In this study, the majority of KC patients were found in the age band of 20 to 24 years. The mean age was 25.9 years. Several studies conducted in various countries demonstrated that the mean age of KC patients was between 18 and 24 years in Asian countries,31–33 in the USA was 20 to 39 years,22,30 and 20 to 35 years in European countries.16,34

KC significantly influences the vision-related quality of life.35,36 Our findings showed that about one-fourth of the patients reported that their vision-related daily activity was affected by their KC disease. About 23.5% of the patients had a family history of KC. The family history rate was reported as 15%37 and 13.5%22 in KC patients in several large population studies. According to our results; the presence of family history does not affect severity. Szczotka-Flynn et al reported the same in their study.38

Allergic conjunctivitis was the most frequent childhood complaint of the patients in this study. It has been hypothesized that during forceful eye rubbing seen in patients with allergic conjunctivitis, protease activity increases and contributes to the development and progression of KC.39 Similarly, a recent study by Bencharki et al40 reported that allergic conjunctivitis plays a significant role in the progression and severity of KC. Many different theories have been suggested to explain the correlation between eye rubbing and development of KC, like decrease in keratocytes density and changes in intraocular pressure (IOP) as a result of forced eye rubbing may lead to KC development and progression.41

According to the findings of our study, most of the patients had a mild level of KC (63.6%) followed by moderate (24.7%) and severe (11.9%), in a recent study; Rana et al had similar results where mild cases were the most.42 Many Factors could explain the results. Using newer techniques and protocols for diagnosis and increasing awareness of KC disease may play a role in detecting the disease in the early stage.

In the current study, the severity of KC was significantly associated with gender (P <0.001), where more females presented with severe disease; several studies reported the effect of hormonal levels in the biomechanics of cornea and hence the progression of KC.43,44 Moreover, it is believed that an increase in estrogen level during pregnancy, menstrual cycle, or during hormonal replacement therapy (HRT) may influence the stiffness of the cornea and therefore play a role in the progression of KC.44,45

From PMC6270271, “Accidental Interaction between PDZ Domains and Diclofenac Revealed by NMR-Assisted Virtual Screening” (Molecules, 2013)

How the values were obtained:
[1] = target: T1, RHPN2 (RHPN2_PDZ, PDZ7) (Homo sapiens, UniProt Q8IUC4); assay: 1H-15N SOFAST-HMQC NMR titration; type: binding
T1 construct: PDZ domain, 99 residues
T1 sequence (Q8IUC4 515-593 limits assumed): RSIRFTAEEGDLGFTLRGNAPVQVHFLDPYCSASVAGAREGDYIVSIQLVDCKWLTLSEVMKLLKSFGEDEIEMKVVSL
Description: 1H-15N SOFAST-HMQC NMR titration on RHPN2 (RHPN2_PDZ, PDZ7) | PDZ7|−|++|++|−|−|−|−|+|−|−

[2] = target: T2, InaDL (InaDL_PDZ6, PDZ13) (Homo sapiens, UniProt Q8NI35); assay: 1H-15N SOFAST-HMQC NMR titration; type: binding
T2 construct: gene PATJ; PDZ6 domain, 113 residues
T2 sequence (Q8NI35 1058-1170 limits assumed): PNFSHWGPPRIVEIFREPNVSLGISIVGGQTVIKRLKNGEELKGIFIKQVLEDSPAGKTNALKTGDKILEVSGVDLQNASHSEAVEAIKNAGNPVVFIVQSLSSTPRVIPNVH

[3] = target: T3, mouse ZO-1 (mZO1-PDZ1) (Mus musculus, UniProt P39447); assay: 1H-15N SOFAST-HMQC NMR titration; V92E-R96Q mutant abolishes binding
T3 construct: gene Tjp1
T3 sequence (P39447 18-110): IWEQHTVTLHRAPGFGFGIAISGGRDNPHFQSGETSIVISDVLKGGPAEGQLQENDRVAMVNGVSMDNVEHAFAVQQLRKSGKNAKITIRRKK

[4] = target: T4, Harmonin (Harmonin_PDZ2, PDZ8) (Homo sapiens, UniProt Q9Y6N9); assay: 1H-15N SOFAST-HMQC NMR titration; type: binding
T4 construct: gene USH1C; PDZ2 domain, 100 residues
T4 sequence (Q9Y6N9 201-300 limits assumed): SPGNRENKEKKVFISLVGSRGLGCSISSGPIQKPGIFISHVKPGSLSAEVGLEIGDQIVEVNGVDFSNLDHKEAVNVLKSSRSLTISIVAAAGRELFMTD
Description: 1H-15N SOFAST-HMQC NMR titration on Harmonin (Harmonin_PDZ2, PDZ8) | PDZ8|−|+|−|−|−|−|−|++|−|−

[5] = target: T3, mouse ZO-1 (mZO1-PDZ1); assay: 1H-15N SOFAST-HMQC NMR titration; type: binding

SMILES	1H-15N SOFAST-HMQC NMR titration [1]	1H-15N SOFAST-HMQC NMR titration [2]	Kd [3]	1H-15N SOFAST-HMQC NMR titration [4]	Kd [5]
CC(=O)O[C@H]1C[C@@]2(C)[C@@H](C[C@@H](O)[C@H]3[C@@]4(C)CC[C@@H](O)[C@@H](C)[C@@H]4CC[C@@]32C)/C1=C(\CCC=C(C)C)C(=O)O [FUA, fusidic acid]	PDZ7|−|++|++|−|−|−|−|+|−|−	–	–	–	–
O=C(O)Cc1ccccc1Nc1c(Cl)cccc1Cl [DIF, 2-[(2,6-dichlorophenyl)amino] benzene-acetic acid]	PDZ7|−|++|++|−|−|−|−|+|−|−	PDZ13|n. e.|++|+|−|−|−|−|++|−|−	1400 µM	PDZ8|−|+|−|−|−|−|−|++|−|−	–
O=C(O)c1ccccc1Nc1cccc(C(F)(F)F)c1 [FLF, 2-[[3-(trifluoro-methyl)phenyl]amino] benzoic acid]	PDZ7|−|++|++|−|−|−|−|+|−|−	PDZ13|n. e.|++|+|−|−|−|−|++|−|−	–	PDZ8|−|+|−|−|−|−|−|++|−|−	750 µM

On the contrary, our findings did not show a significant association between KC severity and age, which agrees with Rafati et al.25 Unfortunately, there is no worldwide consensus on the classification of KC severity; similar studies used different methods of severity characterization; this may influence the results and hence the comparability between studies.

The study is limited by its retrospective nature; some data were missing or not documented. The study setting was also one of the drawbacks of this study; we studied KC patients who visited our hospital, reducing the results’ generalizability and increasing the selection bias. In this regard, more population-based studies are therefore warranted.


In this study, the majority of the KC patients were between 20 and 24 years old. Most of the patients with KC had a mild level of severity. Allergic conjunctivitis was the most past ocular history. There was a significant association between gender and severity, whereas severity did not vary according to a family history of KC. However, the rate of family history (23.5%) was high in comparison to other countries. We advise to screen the family members of patients with KC.

The results of this study can be used during KC screening in Jordan, so early detection and intervention can be provided, and thus, better vision-related quality of life would be maintained for KC patients.


The authors report no funding or conflicts of interest for this work.